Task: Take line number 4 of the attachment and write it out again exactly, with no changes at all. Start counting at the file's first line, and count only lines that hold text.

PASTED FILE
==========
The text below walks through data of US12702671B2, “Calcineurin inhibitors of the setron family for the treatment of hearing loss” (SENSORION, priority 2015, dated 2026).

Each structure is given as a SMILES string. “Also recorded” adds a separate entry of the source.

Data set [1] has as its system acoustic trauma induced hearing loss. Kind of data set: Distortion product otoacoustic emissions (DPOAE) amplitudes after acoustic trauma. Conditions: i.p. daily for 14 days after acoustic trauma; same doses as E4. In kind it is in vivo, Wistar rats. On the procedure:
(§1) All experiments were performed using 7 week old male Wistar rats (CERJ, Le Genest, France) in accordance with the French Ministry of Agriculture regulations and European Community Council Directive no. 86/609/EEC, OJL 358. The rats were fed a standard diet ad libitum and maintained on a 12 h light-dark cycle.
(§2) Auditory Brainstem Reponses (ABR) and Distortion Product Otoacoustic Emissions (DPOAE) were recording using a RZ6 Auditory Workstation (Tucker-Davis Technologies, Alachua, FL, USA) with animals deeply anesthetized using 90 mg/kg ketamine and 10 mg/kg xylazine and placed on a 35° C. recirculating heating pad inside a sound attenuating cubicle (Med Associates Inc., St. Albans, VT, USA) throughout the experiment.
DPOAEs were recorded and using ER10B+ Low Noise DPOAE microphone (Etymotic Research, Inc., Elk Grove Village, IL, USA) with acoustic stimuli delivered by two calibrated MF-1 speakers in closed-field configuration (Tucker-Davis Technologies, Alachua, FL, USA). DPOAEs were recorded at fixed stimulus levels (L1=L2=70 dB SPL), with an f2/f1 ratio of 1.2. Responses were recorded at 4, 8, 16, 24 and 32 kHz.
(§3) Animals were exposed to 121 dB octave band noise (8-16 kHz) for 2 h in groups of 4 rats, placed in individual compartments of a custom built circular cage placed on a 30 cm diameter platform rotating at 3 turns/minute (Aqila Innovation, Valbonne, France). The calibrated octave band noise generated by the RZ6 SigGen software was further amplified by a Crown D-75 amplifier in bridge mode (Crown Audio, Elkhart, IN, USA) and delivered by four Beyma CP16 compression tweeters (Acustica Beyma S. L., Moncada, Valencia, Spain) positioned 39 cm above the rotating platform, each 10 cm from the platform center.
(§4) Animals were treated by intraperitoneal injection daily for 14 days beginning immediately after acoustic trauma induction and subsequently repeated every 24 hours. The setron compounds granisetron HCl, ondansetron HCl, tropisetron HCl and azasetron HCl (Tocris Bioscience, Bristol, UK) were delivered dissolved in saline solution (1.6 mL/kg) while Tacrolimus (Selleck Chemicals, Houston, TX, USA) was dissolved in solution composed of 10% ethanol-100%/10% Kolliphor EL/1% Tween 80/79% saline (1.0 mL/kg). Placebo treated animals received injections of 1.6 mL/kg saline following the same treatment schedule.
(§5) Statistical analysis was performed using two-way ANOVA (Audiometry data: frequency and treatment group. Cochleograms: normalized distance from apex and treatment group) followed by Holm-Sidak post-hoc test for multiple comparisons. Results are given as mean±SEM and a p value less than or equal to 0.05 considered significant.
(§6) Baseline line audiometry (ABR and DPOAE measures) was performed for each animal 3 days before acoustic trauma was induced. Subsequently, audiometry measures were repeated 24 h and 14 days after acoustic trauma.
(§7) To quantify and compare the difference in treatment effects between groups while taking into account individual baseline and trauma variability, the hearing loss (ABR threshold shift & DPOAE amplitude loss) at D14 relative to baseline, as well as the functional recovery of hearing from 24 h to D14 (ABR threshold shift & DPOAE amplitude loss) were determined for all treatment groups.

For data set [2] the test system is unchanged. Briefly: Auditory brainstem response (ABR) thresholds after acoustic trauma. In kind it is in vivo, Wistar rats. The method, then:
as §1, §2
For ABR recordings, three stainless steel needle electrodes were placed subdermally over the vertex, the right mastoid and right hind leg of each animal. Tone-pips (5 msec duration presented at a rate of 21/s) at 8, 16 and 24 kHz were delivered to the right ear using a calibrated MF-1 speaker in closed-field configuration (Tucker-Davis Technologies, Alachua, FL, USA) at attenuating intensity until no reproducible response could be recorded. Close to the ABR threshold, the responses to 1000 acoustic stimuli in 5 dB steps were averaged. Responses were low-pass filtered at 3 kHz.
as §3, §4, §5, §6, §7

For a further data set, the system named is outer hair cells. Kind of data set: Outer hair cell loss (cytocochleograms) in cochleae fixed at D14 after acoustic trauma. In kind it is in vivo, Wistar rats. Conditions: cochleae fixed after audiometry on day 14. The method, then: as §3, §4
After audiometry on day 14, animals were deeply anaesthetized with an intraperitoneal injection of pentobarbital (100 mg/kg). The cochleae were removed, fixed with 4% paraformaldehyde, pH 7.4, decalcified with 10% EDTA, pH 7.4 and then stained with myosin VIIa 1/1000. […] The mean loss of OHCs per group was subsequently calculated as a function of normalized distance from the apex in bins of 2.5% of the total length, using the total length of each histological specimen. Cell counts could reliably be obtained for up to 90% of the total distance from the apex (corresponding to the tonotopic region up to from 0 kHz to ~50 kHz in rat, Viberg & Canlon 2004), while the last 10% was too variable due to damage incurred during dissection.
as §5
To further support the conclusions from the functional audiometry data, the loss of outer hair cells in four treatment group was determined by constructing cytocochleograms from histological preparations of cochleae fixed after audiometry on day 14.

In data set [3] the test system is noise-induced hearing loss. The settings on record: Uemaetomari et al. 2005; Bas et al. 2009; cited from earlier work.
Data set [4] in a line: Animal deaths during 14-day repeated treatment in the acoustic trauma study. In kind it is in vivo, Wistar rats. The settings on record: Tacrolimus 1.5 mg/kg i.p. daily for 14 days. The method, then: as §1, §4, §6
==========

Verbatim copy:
(§1) All experiments were performed using 7 week old male Wistar rats (CERJ, Le Genest, France) in accordance with the French Ministry of Agriculture regulations and European Community Council Directive no. 86/609/EEC, OJL 358. The rats were fed a standard diet ad libitum and maintained on a 12 h light-dark cycle.